High street firms demand end to apprenticeship levy over taxpayer-funded MBAs

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Big business leaders are unhappy with the “alarming” use of taxpayer-funded tuition tax to subsidize business MBAs for top executives earning more than £100,000 a year.

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Cosmetics company Lush co-founder Mark Constantine, who has over 100 stores in the UK, said the 2017 scheme no longer served its purpose and needed to be replaced.

It happens after Granthshala showed that the £2.47bn levy is still being used to partially fund university MBA degrees while young interns are losing out: 100,000 fewer apprenticeships started for those under 25 in 2021/22 compared with six years earlier. In the end, around £100 million of apprenticeship tax was used to subsidize highly paid professionals pursuing an executive MBA.

The levy is levied on businesses with an annual salary of over £3 million who must contribute more than 0.5% of their payroll; this amount can be used by firms to hire and train apprentices, but any fee that remains unspent after 24 months must be returned to the treasury as tax. It is charged by about 2-3 percent of employers.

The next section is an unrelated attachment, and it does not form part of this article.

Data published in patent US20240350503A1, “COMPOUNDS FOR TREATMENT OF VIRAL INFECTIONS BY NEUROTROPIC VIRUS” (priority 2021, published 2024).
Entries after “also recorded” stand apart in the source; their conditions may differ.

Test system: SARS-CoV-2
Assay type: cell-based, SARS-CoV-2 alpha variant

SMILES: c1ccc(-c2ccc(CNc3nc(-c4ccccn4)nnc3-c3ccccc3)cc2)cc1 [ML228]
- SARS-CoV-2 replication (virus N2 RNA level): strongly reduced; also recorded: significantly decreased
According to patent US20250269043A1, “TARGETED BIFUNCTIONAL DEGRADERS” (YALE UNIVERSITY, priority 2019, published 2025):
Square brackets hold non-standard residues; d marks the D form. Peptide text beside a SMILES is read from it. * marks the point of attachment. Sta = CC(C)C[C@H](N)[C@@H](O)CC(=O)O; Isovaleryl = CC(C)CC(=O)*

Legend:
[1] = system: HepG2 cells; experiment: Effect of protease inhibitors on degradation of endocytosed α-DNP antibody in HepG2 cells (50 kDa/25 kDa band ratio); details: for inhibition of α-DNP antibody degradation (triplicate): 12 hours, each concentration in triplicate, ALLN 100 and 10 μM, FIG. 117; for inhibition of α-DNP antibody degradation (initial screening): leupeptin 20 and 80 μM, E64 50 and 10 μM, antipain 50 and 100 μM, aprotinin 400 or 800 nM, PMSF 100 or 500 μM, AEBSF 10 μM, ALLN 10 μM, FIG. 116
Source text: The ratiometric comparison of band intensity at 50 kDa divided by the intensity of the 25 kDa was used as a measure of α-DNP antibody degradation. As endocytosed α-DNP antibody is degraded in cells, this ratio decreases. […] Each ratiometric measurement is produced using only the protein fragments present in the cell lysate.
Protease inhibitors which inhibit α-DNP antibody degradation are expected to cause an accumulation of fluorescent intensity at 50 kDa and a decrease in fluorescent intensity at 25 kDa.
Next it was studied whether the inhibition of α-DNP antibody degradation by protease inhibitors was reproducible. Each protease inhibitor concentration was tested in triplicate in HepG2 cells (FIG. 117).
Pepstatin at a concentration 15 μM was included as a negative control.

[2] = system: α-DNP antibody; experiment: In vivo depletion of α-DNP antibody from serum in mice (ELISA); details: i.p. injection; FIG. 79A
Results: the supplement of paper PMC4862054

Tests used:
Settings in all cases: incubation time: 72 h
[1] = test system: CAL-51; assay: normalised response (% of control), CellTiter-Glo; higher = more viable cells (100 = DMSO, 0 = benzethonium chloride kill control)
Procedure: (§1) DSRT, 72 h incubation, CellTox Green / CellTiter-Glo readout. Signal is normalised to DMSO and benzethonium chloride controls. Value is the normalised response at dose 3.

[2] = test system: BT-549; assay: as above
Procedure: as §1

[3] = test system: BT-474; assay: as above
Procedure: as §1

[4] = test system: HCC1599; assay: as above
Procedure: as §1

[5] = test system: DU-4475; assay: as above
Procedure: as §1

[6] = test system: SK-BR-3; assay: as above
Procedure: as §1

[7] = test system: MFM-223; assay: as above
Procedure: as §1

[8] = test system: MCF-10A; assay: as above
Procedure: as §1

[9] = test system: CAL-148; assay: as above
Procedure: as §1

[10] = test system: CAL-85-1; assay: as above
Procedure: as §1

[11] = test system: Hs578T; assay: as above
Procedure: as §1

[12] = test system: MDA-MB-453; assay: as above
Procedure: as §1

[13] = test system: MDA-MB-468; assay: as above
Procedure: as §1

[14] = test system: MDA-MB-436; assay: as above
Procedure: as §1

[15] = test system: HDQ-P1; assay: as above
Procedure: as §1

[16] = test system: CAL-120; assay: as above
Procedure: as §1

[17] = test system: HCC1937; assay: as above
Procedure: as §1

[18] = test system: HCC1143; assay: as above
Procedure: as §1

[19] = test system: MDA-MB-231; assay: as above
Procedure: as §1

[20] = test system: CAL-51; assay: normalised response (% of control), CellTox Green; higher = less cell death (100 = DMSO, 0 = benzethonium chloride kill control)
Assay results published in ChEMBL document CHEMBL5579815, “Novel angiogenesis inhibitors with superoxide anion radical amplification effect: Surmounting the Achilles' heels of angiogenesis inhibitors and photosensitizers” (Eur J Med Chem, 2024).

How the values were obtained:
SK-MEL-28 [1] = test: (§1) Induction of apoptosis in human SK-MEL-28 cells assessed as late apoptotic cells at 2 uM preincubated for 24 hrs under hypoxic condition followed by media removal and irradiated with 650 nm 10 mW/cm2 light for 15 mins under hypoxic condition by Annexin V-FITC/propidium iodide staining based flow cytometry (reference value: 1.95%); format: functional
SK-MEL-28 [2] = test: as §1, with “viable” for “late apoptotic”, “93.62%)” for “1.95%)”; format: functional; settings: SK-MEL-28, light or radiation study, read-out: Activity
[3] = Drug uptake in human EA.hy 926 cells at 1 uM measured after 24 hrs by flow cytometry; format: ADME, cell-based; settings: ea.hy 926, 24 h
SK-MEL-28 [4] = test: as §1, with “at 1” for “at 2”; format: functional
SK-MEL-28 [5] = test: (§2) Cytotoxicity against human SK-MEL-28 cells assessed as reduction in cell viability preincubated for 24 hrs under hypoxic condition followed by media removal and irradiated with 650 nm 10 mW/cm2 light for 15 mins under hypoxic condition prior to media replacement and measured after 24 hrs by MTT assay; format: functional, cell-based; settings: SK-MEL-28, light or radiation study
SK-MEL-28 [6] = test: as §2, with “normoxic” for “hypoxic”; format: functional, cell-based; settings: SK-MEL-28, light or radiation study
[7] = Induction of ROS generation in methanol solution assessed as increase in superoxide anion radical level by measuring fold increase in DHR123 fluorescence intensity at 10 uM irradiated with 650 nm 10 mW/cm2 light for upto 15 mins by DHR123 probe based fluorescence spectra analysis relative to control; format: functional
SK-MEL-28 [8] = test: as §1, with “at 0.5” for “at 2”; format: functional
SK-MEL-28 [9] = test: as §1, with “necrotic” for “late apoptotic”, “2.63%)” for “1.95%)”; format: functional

The use of the levy to fund MBA programs was banned in 2021 when then Education Secretary Gavin Williamson said it was “not in the spirit of the program”. popular and expensive courses are “partially funded” by as much as 65 percent.

Tina McKenzie, political chair of the Federation of Small Businesses, which represents more than 5 million large firms, said: “It is disturbing to hear that the tuition fee will still partly fund costly MBA programs for large corporations because it goes completely against the spirit of what it was designed for.

“It also requires funds to be used to enable young people furthest from work to start their careers.”

She added: “The Institute for Apprenticeship and Technical Education must urgently accelerate the development of standards for intermediate apprenticeship in key sectors such as digital, business and administration.”

Mr. Constantine said: “The apprenticeship tax was not one of the government’s best schemes and has come to the end of its usefulness. Perhaps the government could replace it with a scheme that can be used.”

A spokesperson for Lush added: “The apprenticeship tax has been positioned as a ‘win-win’ for sectors such as manufacturing, but in its current form it remains a ‘win-win’.

“Manufacturing as a whole is facing a drastic reduction in apprenticeships for young people and this is causing a huge shortage.

“The number of apprenticeships has plummeted. There were 75,020 manufacturing and engineering internships in 2016/17, but this has dropped to 39,510 in 2020/21. As a result, there are now 84,000 manufacturing jobs in the UK, forcing businesses to stay open. It also results in a loss of productivity estimated by industry experts to be £8 billion, which equates to around £21 million per day in lost production.”

Their comments echoed Tesco group chief executive Ken Murphy, who said the levy was “not working” and called for “proper reform to ensure the levy is spent on creating opportunity where it’s needed most.”

Credit: www.independent.co.uk /

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